Meet Susanne Brothers

How old are you?

I just turned 46 on April 6th.



Can you tell us a little about yourself?

I’m a licensed Realtor in the state Oregon. I have two wonderful children ages 9 and 12, and a supportive and loving husband who is the Head Brewer at a local brewery. We moved out here from NC about four years ago. I lost half of my left arm in a car accident in 2005. It changed the trajectory of my life, but I came out ahead and stronger.

Why now? Why did you decide to start?

I needed to take control of my health. My A1C (glucose) levels were creeping up and I wasn’t happy with my weight.

How did you decided to choose CrossFit?

With the encouragement of my husband and with Coach Barb at CFW (CrossFit Wilsonville) who coached my kids at CrossFit, I decided to give it a try. Coach Barb worked beside me until I jumped into the group classes. I can’t thank her enough.

Your coaches have said you are always the hardest working person in class. Where does your motivation come from?

I definitely worked hard when I started CF. My main motivator was the desire to fit right in with everyone else...1 hand and all. I knew it would take a lot of work to adapt and modify, and so I was determined to make it happen. I’m so glad I stuck with it.

Do you feel you are the hardest worker?

I’m definitely not the hardest worker there, but I like to work hard based on my level of challenges. I view it as challenging myself, not everyone else. We all have different goals when we walk into the Box.



Do you remember when you first started? Share how you felt in the beginning.

I was like a deer in headlights! There was so much foreign lingo and movements to learn. I was overwhelmed. I asked a ton of questions, and I required a lot of assistance until it became engrained and more familiar.

What does working out mean to you?

It means everything! After my accident in 2005, I was the perfect candidate for anxiety and depression. Certain situations unbeknownst to me would trigger these moments of sadness and hopelessness. I’m proud to say that I haven’t had an episode since I’ve started CrossFit. CrossFit is my kryptonite.



You have two small children. How do you prioritize your fitness?

Once I send them off to school, I head straight to CrossFit. I try to get in 3-5 days each week. I’ve also had to learn to balance my workouts with my job. I’ve learned not to beat myself up if I can’t make it to a class.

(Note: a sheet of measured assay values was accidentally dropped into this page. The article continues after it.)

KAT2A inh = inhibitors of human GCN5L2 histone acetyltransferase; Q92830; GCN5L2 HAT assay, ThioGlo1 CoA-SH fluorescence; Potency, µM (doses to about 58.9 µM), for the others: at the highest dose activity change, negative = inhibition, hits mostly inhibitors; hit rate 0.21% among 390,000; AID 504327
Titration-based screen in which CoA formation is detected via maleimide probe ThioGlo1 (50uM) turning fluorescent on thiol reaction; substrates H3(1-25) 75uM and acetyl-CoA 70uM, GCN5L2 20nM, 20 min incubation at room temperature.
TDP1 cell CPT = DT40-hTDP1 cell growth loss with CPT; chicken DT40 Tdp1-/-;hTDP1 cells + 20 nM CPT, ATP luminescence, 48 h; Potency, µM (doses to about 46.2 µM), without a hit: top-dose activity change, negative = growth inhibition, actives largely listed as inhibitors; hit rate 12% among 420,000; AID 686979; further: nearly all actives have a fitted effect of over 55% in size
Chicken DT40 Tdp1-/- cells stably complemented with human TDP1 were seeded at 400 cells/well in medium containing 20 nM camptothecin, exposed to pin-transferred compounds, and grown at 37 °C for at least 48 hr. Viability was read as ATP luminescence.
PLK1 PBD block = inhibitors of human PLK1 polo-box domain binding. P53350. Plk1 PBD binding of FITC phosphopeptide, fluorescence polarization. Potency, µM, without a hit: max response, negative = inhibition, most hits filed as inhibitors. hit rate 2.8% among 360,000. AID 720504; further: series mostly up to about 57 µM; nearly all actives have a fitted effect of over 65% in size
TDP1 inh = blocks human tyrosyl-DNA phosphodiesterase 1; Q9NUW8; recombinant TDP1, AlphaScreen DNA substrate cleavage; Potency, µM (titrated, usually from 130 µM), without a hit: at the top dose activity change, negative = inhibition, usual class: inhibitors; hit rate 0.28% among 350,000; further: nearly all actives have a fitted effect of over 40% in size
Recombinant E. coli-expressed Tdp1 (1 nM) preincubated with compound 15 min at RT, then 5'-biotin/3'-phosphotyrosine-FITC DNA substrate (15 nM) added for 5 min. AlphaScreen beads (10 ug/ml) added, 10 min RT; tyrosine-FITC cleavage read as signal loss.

What is your most vivid memory during your fitness journey?

My most vivid memories are the ones where I get to witness the encouragement of the fellow athletes and coaches at the CFW. The sense of community is very evident there. I think you have to experience it in order to appreciate it.

In your own words, what’s an athlete?

I never thought of myself as a athlete, but merely someone who workouts. However, walking through the door at CrossFit and doing the work, I feel validates me or anyone else. An athlete doesn’t have to compete in competitions, or look a certain way. We come in all shapes and sizes.

Being an adaptive athlete, do the other athletes treat you differently?

Initially, many offered to help me out in every way they could. In fact, I remember shouting at an athlete who I thought was putting my barbell and weights away during my workout, but he was merely trying to tighten up my weights. I was overly sensitive to anyone who thought they had to help me. I got over that really quickly, though. I don’t shy away from asking for help. There are just some things I need help with.



What have you learned about yourself?

That I may be unique, but I’m not alone. I still have the same worries in life like everyone else. And, we can’t possibly know what the person next to us is dealing with. Because they have both hands doesn’t mean they grieve or worry any less than I do.

Self-talk is huge for every athlete. When you feel yourself struggling....what is the self-talk you use to get through it?

I don’t allow myself to feel sorry for my situation. It actually motivates me to challenge myself. There are days I just don’t want to do the WOD, especially if there’s running involved. I’m learning to go through the motions and always feel so glad I did.

Do you view yourself an an inspiration to others?

If I can get you to walk through the door of any gym because you had hesitation of the unknown, then I would feel like I’ve inspired you. We are surrounded by inspiration. Have you seen wheelchair bound athlete lifting themselves up on the rings with their wheelchair in tow? It’s quite amazing and lends itself to the “no excuse” attitude, and it is so powerful.


When someone looks at you working out, what do you want them to see?

Just someone who wants to be there and who embraces her challenges.

Has working out given you more confidence?

Without a doubt and in so many ways! My job performance and personal life are that much better because of the confidence and the community CFW has awarded me.

If you could give one person reading this some advice, what would it be?

Surround yourself with a community of people who support, encourage and laugh with you. The people I workout with at CrossFit Wilsonville are family. We hold each other accountable and help one another grow. Don’t give up after a month or two. It’ll take dedication and time to work through the kinks. Lastly, don’t be afraid or ashamed to modify movements. It’s a progression and no one has time for injuries.

Not sure where the following quote came from, but it works for all of us who talk themselves out of getting healthier and throwing up roadblocks.

“Let your ability be stronger than your disability.”